One of CDFW’s tax donation funds facilitates recovery of the southern sea otter, which is listed as threatened under the federal Endangered Species Act and as a Fully Protected Species under state law. A 2014 survey indicated there are fewer than 3,000 sea otters in California waters – a fraction of their historic numbers. This small population is vulnerable to oil spills, environmental pollution, predation by white sharks and other threats.

Donations to the California Sea Otter Fund support research by CDFW scientists, who are currently studying 15 years of sea otter mortality information and recently discovered viruses not previously known in sea otters. These studies should provide a better understanding of mortality causes and contribute to population recovery efforts.

Donations to the Rare and Endangered Species Protection Program support numerous conservation projects for California’s rare, threatened and endangered species, including:

a dark gray salamander on wet dirt
Santa Cruz Long-Toed Salamander. David Laabs photo.
  • Santa Cruz long-toed salamander: Known to exist in only a few locations in Santa Cruz and Monterey counties. CDFW works with the U.S. Fish and Wildlife Service and the Santa Cruz County Resource Conservation District to create and enhance habitat for this species on preserves that have been set aside for its conservation.

    Small island fox pup held in gloved hands
    Island fox pup. Deana Clifford photo
  • Island fox: Small foxes that live on the Channel Islands off of Southern California. CDFW has worked with public and private partners to increase the number of foxes on all of the islands from a few hundred to more than 5,800 foxes.
  • Yellow-billed cuckoo: Rare and secretive birds that have declined markedly with the destruction of riparian habitat in California. CDFW is working with multiple partners to survey and monitor them and to implement recovery actions.

    Brown and orange giant garter snake
    Female orange giant garter snake. Eric Hansen photo
  • Giant garter snake: A highly aquatic snake whose marsh habitat in the Central Valley has likely been further reduced in some areas by drought. CDFW has been working with the multiple partners to ensure water is delivered to important areas for the species’ survival.

    Tan and brown giant garter snake
    Female, standard brown giant garter snake. Eric Hansen photo
  • California tiger salamander: The vernal pools that this species typically breeds in have also likely been impacted by the drought in some areas. CDFW is working with multiple partners to coordinate studies of these colorful salamanders and to protect their habitat.

    a dark gray salamander on wet dirt
    Santa Cruz Long-Toed Salamander. David Laabs photo.

CDFW biologists have been able to achieve important recovery milestones to conserve vulnerable species, thanks to California taxpayers like you. More information about how CDFW uses funds in the Rare and Endangered Species Protection and Sea Otter programs is available at www.wildlife.ca.gov/Tax-Donation and www.facebook.com/SeaOtterFundCDFW.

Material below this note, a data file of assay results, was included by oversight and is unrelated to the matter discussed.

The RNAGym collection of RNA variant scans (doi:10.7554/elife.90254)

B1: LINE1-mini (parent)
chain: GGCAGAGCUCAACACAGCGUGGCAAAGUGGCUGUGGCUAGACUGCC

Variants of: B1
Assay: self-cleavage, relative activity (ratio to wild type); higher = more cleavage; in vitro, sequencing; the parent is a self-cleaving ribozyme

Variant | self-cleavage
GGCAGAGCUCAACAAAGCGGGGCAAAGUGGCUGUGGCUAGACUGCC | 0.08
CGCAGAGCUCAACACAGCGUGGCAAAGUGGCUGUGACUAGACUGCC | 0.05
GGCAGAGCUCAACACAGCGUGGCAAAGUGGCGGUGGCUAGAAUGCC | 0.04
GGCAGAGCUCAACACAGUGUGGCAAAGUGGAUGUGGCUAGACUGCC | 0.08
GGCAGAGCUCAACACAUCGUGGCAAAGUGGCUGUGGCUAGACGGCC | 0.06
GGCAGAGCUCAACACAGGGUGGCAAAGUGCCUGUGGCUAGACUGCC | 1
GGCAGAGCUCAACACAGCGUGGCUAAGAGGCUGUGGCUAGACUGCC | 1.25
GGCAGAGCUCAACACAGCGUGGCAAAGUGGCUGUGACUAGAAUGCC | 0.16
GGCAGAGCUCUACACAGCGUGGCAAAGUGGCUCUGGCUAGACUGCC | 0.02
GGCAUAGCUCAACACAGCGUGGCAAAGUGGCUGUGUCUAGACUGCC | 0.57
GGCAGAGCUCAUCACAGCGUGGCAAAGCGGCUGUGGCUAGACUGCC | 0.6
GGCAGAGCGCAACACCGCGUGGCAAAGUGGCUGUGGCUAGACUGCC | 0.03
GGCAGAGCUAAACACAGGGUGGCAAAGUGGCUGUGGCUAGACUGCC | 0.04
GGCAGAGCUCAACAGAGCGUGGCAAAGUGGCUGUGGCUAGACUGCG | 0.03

If someone else prepares your state tax return, please let him or her know you want to donate to the California Sea Otter Fund on line 410 or the Rare and Endangered Species Protection Program on line 403. If you use Turbo Tax, when you’re near the end of your tax return it should ask if you want to make a voluntary contribution to a special fund. Click “Yes” and go to lines 403 and 410.

The state has listed more than 200 species of plants and 80 species of animals as rare, threatened or endangered. Money raised through the tax donation program helps pay for essential CDFW research and recovery efforts for these plants and animals, and critical efforts to restore and conserve their habitat.

Media Contacts:
Laird Henkel, Sea Otter Program, (831) 469-1726
Esther Burkett, CDFW Nongame Wildlife Program, (916) 531-1594
Dana Michaels, CDFW Communications, (916) 322-2420

CDFW Researchers are Monitoring Band-tailed Pigeon Mortality

The California Department of Fish and Wildlife (CDFW) is closely monitoring the population of band-tailed pigeons for mortality this winter. Band-tailed pigeons are California’s only native pigeon. They spend their winter from central to Southern California primarily inhabiting oak woodland and conifer forests. In late winter into early spring, band-tailed pigeons will migrate north into northern California, Oregon, Washington and British Columbia. Band-tailed pigeons are a different species than rock pigeons (also called city, urban or barn pigeons), which were introduced into North America from Europe.

Large flocks of band-tailed pigeons, sometimes up to 200 birds, have been observed in numerous coastal locations from the San Francisco Bay Area south into Santa Barbara County and in the San Bernardino Mountains. Increased mortality has been reported in several of these areas since mid-December. CDFW’s Wildlife Investigations Laboratory has evaluated carcasses from these locations and determined the cause of mortality to be Avian Trichomonosis.

Avian Trichomonosis is a disease caused by a single-celled microscopic protozoan parasite, typically Trichomonas gallinae, which only infects birds. The parasite lives in the mouth and throat of infected birds, causing caseous (“cheese-like”) lesions in the birds’ mouth or esophagus. The lesions eventually block the passage of food, causing the bird to become weak and emaciated. Infected birds die from starvation or suffocation if the lesions block the airway. Non-native rock pigeons are thought to be the source of infection for native bird species.